Within the U.S, there are approximately 21,000 patients with myelofibrosis, 7,000 of which have severe thrombocytopenia (defined as blood platelet counts of <50 x 109/L). Patients with severe thrombocytopenia have a poor prognosis with greater disease burden, increased rates of anemia, red blood cell transfusion dependence and shorter overall survival.
Cytopenic myelofibrosis (thrombocytopenia and anemia) presents a significant treatment challenge for physicians due to the limitations of approved therapies, as these therapies commonly worsens cytopenias, leading to dose reductions to sub-therapeutic levels that offer minimal benefit for patients.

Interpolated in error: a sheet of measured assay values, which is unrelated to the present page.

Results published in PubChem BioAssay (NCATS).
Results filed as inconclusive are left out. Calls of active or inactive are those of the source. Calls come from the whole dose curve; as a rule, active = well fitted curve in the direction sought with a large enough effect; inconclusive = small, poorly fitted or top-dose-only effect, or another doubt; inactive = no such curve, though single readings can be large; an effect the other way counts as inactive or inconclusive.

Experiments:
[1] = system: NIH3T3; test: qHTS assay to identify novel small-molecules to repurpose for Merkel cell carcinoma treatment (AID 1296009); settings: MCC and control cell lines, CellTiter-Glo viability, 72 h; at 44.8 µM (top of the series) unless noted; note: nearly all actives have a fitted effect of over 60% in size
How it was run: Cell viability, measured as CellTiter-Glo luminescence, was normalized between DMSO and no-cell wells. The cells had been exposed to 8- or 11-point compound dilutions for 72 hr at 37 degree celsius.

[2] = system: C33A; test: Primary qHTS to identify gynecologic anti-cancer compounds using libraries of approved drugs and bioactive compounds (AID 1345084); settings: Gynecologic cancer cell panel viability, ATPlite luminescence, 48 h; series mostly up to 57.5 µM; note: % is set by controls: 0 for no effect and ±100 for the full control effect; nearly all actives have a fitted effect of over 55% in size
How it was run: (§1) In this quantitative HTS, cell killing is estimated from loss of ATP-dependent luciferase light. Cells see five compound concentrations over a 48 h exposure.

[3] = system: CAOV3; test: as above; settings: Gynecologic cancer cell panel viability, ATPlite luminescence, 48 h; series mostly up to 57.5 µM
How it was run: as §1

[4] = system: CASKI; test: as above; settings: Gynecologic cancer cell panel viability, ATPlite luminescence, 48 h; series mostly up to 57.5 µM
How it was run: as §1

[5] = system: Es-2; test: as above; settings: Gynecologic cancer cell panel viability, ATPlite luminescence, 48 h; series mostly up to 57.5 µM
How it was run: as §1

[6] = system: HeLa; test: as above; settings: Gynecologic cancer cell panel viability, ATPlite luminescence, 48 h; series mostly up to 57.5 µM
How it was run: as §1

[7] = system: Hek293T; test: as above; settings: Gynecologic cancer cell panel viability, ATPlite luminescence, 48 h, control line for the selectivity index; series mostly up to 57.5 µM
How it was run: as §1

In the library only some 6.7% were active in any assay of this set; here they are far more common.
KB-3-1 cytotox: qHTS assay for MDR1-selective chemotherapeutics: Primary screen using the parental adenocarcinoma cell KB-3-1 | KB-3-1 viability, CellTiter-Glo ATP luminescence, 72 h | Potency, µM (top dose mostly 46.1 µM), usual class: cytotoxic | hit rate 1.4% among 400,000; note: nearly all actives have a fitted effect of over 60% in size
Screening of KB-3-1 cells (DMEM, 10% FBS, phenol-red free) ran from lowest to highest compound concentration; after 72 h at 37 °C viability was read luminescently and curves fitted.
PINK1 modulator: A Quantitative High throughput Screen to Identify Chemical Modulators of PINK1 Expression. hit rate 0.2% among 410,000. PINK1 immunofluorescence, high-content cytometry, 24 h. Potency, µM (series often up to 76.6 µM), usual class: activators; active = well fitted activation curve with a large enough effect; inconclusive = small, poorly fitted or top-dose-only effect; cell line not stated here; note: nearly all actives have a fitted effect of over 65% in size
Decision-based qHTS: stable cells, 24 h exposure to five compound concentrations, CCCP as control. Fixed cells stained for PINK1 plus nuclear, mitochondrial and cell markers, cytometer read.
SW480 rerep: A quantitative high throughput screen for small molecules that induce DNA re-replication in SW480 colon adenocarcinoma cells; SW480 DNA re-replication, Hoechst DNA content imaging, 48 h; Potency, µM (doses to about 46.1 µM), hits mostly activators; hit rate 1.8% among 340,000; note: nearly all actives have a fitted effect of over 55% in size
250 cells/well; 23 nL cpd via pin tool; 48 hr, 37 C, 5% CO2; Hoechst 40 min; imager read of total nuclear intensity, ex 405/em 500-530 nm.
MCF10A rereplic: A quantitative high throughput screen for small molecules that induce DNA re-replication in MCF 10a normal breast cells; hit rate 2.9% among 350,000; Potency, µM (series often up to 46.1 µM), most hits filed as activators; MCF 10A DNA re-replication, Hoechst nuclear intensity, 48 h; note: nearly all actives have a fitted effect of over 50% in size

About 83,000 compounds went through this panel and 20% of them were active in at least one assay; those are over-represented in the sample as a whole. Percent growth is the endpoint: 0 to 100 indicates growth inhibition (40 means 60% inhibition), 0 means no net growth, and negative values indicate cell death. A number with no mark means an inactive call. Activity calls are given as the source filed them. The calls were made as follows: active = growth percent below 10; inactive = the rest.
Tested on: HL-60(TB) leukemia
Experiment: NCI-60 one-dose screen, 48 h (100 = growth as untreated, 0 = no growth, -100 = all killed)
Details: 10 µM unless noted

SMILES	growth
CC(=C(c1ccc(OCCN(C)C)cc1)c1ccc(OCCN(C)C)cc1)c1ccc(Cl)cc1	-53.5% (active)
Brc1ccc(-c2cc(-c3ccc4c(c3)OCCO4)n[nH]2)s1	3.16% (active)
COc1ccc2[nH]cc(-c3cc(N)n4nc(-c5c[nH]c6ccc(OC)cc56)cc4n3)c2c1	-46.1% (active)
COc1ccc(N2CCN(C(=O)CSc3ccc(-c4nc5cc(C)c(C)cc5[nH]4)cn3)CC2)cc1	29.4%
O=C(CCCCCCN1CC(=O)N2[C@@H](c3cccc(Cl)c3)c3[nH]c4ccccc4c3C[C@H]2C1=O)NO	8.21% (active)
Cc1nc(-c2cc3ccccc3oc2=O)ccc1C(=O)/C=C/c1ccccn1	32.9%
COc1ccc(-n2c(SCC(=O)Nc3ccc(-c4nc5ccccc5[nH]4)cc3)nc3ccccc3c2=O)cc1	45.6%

Pacritinib’s unique MOA, which targets JAK2 and IRAK1 without inhibiting JAK1, has demonstrated the ability to improve a comprehensive set of debilitating symptoms associated with other JAK inhibitors.
Pacritinib is an oral kinase inhibitor with specificity for JAK2 and IRAK1, without inhibiting JAK1. Inhibition of JAK1 has been associated with immune dysfunction and lymphomas, and may also worsen thrombocytopenia and anemia. Pacritinib’s unique mechanism of action (JAK2/IRAK1) may allow for reductions of both splenomegaly and constitutional symptoms and may reduce the risk of cytopenias and immune dysfunction associated with other JAK inhibitors.